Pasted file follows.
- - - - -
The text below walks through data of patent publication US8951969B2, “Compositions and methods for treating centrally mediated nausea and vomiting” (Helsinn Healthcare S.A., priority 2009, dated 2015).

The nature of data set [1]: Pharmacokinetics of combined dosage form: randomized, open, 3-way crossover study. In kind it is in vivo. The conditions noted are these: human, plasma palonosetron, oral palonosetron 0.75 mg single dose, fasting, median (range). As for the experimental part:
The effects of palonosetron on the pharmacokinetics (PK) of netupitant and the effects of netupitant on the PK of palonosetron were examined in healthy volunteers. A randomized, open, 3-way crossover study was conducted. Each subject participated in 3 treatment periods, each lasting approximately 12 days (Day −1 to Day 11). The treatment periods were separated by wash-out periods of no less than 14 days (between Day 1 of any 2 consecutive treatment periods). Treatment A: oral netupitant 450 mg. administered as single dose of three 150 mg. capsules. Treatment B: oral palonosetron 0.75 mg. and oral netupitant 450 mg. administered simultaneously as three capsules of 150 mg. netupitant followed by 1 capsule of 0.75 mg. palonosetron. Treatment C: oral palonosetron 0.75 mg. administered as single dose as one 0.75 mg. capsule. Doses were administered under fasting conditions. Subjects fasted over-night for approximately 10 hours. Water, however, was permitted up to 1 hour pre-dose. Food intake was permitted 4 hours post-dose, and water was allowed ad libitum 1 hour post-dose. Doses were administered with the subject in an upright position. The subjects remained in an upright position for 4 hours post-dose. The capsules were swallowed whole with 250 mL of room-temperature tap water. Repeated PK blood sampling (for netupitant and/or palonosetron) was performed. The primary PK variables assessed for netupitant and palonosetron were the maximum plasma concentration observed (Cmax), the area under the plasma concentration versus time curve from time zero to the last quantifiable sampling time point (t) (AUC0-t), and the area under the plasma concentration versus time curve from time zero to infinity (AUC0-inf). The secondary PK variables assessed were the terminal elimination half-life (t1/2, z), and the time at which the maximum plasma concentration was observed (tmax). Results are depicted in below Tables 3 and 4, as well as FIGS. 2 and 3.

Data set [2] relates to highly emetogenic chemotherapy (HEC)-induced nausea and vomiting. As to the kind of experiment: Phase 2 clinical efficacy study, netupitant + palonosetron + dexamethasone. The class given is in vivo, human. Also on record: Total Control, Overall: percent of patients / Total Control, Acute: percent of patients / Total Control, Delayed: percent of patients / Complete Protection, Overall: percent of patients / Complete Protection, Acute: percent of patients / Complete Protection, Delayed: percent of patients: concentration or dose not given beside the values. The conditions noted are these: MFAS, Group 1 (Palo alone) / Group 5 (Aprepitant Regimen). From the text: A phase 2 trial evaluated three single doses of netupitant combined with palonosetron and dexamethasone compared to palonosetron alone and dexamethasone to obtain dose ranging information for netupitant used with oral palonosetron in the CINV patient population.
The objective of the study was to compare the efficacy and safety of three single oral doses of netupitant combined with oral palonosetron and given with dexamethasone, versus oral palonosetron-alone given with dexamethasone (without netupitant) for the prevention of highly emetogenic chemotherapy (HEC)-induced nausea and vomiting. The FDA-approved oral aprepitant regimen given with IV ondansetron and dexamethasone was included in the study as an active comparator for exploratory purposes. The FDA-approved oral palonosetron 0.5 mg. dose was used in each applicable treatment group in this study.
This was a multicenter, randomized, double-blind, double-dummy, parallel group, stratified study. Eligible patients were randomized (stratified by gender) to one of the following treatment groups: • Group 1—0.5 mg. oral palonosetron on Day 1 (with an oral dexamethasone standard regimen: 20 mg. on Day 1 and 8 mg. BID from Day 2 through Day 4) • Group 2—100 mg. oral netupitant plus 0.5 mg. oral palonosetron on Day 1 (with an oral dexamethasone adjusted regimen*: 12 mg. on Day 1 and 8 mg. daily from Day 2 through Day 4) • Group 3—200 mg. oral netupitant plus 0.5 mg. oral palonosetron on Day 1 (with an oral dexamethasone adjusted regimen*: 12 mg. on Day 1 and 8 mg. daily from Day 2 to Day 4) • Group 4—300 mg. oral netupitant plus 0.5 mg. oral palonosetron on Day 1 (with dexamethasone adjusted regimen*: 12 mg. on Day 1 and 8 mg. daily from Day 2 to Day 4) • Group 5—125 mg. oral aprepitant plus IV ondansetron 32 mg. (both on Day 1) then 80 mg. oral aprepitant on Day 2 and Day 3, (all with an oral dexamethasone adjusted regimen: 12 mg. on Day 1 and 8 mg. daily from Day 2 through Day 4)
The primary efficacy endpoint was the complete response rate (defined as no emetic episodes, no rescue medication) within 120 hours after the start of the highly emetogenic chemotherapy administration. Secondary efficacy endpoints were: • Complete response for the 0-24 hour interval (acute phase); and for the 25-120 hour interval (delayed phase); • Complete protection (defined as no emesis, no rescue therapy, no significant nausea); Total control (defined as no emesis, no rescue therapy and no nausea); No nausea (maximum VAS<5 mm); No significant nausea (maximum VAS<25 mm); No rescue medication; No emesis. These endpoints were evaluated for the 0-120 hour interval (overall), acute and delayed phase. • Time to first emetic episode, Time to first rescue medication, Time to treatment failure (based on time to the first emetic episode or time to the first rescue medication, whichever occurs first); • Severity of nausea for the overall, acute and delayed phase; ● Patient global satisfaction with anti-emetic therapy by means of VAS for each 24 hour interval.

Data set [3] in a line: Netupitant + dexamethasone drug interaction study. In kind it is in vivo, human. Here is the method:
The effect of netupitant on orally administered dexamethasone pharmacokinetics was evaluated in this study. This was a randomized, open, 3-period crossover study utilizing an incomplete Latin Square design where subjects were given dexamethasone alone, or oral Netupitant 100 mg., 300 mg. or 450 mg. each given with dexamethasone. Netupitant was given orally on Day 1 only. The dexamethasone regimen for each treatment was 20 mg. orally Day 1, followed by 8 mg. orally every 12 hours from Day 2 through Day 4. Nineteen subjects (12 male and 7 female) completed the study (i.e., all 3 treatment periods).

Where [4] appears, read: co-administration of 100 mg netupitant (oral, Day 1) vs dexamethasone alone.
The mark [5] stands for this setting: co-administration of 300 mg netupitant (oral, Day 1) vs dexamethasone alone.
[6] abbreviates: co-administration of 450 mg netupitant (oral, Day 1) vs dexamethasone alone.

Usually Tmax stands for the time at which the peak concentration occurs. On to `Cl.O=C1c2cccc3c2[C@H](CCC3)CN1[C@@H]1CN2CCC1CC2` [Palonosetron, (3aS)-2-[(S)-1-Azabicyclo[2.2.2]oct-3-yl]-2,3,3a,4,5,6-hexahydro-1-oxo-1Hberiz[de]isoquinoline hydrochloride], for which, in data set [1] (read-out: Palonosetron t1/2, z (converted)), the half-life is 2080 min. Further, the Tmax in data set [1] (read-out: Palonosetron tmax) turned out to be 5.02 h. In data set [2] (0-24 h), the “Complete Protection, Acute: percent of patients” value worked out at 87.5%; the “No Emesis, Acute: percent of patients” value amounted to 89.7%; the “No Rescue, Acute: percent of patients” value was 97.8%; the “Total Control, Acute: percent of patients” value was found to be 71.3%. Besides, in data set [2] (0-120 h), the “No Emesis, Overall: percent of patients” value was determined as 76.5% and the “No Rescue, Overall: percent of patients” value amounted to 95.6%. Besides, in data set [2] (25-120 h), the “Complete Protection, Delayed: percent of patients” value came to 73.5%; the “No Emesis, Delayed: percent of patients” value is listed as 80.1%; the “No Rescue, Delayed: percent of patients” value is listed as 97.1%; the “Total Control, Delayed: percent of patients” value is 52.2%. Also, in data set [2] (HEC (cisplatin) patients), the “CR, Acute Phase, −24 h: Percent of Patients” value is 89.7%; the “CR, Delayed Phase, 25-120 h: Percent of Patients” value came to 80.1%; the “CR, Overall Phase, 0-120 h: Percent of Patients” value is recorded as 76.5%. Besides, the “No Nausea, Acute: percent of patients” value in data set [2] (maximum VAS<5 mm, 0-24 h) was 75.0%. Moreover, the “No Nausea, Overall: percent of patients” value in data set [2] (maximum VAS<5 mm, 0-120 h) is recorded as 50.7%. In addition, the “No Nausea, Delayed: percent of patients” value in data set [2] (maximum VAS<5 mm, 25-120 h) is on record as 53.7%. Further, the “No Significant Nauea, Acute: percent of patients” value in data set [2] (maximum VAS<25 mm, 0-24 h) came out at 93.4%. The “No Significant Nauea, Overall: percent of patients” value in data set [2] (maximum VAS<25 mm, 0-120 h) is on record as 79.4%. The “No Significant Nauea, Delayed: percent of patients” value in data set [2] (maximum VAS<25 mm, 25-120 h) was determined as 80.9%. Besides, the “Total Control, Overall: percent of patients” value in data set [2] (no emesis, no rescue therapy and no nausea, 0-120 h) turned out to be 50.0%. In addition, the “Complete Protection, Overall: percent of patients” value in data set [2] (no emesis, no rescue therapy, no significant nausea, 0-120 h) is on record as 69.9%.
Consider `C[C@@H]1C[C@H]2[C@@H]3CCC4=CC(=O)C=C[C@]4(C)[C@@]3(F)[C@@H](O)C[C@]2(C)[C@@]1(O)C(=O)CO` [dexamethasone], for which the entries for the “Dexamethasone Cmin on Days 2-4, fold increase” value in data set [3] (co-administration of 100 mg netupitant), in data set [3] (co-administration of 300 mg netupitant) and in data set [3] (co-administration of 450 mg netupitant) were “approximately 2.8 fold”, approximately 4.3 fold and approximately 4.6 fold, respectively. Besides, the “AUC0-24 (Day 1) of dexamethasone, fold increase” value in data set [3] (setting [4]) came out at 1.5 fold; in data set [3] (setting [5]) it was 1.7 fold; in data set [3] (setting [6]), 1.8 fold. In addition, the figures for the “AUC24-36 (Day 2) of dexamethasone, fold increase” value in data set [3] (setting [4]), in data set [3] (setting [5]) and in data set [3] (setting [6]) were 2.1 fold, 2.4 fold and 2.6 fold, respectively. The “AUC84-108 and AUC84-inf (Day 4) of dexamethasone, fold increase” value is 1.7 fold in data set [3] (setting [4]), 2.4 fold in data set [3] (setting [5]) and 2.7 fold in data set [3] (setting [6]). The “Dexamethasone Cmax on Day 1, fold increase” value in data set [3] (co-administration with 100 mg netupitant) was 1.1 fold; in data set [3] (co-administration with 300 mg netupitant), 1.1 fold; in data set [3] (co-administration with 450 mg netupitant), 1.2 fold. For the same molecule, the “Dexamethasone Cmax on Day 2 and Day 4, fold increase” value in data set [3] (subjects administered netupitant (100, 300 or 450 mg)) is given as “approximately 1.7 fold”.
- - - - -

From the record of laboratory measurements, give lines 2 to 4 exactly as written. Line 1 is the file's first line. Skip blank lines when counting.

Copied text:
The nature of data set [1]: Pharmacokinetics of combined dosage form: randomized, open, 3-way crossover study. In kind it is in vivo. The conditions noted are these: human, plasma palonosetron, oral palonosetron 0.75 mg single dose, fasting, median (range). As for the experimental part:
The effects of palonosetron on the pharmacokinetics (PK) of netupitant and the effects of netupitant on the PK of palonosetron were examined in healthy volunteers. A randomized, open, 3-way crossover study was conducted. Each subject participated in 3 treatment periods, each lasting approximately 12 days (Day −1 to Day 11). The treatment periods were separated by wash-out periods of no less than 14 days (between Day 1 of any 2 consecutive treatment periods). Treatment A: oral netupitant 450 mg. administered as single dose of three 150 mg. capsules. Treatment B: oral palonosetron 0.75 mg. and oral netupitant 450 mg. administered simultaneously as three capsules of 150 mg. netupitant followed by 1 capsule of 0.75 mg. palonosetron. Treatment C: oral palonosetron 0.75 mg. administered as single dose as one 0.75 mg. capsule. Doses were administered under fasting conditions. Subjects fasted over-night for approximately 10 hours. Water, however, was permitted up to 1 hour pre-dose. Food intake was permitted 4 hours post-dose, and water was allowed ad libitum 1 hour post-dose. Doses were administered with the subject in an upright position. The subjects remained in an upright position for 4 hours post-dose. The capsules were swallowed whole with 250 mL of room-temperature tap water. Repeated PK blood sampling (for netupitant and/or palonosetron) was performed. The primary PK variables assessed for netupitant and palonosetron were the maximum plasma concentration observed (Cmax), the area under the plasma concentration versus time curve from time zero to the last quantifiable sampling time point (t) (AUC0-t), and the area under the plasma concentration versus time curve from time zero to infinity (AUC0-inf). The secondary PK variables assessed were the terminal elimination half-life (t1/2, z), and the time at which the maximum plasma concentration was observed (tmax). Results are depicted in below Tables 3 and 4, as well as FIGS. 2 and 3.

Data set [2] relates to highly emetogenic chemotherapy (HEC)-induced nausea and vomiting. As to the kind of experiment: Phase 2 clinical efficacy study, netupitant + palonosetron + dexamethasone. The class given is in vivo, human. Also on record: Total Control, Overall: percent of patients / Total Control, Acute: percent of patients / Total Control, Delayed: percent of patients / Complete Protection, Overall: percent of patients / Complete Protection, Acute: percent of patients / Complete Protection, Delayed: percent of patients: concentration or dose not given beside the values. The conditions noted are these: MFAS, Group 1 (Palo alone) / Group 5 (Aprepitant Regimen). From the text: A phase 2 trial evaluated three single doses of netupitant combined with palonosetron and dexamethasone compared to palonosetron alone and dexamethasone to obtain dose ranging information for netupitant used with oral palonosetron in the CINV patient population.